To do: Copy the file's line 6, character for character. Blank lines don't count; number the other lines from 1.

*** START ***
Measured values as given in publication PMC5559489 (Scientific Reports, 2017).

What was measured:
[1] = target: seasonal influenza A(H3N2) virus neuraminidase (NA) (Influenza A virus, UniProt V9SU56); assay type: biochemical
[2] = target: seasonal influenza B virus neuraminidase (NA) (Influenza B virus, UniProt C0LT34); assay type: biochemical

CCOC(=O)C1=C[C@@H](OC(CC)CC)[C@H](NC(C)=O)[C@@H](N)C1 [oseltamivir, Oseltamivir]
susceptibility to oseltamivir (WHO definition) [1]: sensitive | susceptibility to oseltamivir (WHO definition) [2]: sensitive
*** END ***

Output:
susceptibility to oseltamivir (WHO definition) [1]: sensitive | susceptibility to oseltamivir (WHO definition) [2]: sensitive